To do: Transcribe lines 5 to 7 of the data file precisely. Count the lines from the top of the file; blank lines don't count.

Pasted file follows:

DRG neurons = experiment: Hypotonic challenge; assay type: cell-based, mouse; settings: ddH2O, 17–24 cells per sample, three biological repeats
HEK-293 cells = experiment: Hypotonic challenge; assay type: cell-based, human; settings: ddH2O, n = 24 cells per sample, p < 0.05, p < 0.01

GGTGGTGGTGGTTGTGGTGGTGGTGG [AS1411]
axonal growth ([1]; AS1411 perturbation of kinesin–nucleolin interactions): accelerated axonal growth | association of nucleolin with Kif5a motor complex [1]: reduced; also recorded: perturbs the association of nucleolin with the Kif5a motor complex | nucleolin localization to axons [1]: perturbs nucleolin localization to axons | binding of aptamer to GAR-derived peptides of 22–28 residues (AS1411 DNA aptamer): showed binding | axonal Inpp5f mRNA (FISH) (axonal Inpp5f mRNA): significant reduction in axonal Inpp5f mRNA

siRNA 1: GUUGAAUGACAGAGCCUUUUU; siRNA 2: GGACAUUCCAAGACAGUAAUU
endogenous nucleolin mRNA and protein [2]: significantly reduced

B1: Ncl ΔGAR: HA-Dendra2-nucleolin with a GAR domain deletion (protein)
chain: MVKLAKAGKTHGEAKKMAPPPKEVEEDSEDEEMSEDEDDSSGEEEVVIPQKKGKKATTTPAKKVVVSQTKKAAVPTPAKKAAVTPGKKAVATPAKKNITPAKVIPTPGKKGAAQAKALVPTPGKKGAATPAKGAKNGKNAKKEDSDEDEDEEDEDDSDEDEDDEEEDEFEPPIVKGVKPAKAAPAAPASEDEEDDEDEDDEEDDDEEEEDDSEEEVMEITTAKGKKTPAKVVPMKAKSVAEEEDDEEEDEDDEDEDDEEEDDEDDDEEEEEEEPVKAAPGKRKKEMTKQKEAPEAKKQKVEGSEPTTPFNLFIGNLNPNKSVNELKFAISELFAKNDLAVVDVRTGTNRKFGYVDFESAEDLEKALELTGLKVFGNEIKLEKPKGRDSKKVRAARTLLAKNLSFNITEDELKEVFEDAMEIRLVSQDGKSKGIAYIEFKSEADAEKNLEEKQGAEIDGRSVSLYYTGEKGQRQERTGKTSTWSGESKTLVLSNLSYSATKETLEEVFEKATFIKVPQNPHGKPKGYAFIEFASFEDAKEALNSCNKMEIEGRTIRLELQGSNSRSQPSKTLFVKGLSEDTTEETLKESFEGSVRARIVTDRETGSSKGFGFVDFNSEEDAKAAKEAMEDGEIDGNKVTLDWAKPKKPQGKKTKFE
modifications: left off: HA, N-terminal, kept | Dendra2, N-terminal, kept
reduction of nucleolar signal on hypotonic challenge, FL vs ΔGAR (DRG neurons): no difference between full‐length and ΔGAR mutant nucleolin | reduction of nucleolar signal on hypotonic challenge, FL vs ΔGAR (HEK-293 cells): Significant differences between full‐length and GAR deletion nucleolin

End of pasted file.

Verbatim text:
siRNA 1: GUUGAAUGACAGAGCCUUUUU; siRNA 2: GGACAUUCCAAGACAGUAAUU
endogenous nucleolin mRNA and protein [2]: significantly reduced

B1: Ncl ΔGAR: HA-Dendra2-nucleolin with a GAR domain deletion (protein)